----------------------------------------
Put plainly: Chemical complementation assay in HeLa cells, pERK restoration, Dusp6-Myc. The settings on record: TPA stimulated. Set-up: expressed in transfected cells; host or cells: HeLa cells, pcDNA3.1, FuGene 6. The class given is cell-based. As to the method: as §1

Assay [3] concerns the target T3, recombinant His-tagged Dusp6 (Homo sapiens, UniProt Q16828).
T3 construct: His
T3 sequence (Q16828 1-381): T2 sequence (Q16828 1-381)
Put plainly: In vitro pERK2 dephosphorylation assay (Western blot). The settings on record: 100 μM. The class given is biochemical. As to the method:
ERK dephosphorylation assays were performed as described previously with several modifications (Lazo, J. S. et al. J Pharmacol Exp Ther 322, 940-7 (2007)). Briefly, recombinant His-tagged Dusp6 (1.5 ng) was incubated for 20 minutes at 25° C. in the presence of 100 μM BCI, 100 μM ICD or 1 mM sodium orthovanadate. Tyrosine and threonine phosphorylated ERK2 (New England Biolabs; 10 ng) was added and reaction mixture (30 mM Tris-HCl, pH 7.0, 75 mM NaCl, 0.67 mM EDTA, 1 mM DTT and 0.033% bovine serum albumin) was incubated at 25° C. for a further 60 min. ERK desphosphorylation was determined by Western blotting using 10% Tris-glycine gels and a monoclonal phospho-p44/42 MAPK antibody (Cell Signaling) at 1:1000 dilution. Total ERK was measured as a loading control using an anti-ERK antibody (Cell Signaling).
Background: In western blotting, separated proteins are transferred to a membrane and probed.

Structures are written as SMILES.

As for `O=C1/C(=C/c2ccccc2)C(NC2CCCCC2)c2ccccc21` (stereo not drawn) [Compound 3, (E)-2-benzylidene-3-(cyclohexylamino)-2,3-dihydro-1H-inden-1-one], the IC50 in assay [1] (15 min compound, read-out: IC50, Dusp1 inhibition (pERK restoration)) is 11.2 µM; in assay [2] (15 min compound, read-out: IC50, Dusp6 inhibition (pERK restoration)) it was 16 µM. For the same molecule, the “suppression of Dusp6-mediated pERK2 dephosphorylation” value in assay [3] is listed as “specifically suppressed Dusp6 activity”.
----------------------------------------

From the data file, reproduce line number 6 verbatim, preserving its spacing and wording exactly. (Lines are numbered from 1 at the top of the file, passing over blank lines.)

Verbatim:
ERK dephosphorylation assays were performed as described previously with several modifications (Lazo, J. S. et al. J Pharmacol Exp Ther 322, 940-7 (2007)). Briefly, recombinant His-tagged Dusp6 (1.5 ng) was incubated for 20 minutes at 25° C. in the presence of 100 μM BCI, 100 μM ICD or 1 mM sodium orthovanadate. Tyrosine and threonine phosphorylated ERK2 (New England Biolabs; 10 ng) was added and reaction mixture (30 mM Tris-HCl, pH 7.0, 75 mM NaCl, 0.67 mM EDTA, 1 mM DTT and 0.033% bovine serum albumin) was incubated at 25° C. for a further 60 min. ERK desphosphorylation was determined by Western blotting using 10% Tris-glycine gels and a monoclonal phospho-p44/42 MAPK antibody (Cell Signaling) at 1:1000 dilution. Total ERK was measured as a loading control using an anti-ERK antibody (Cell Signaling).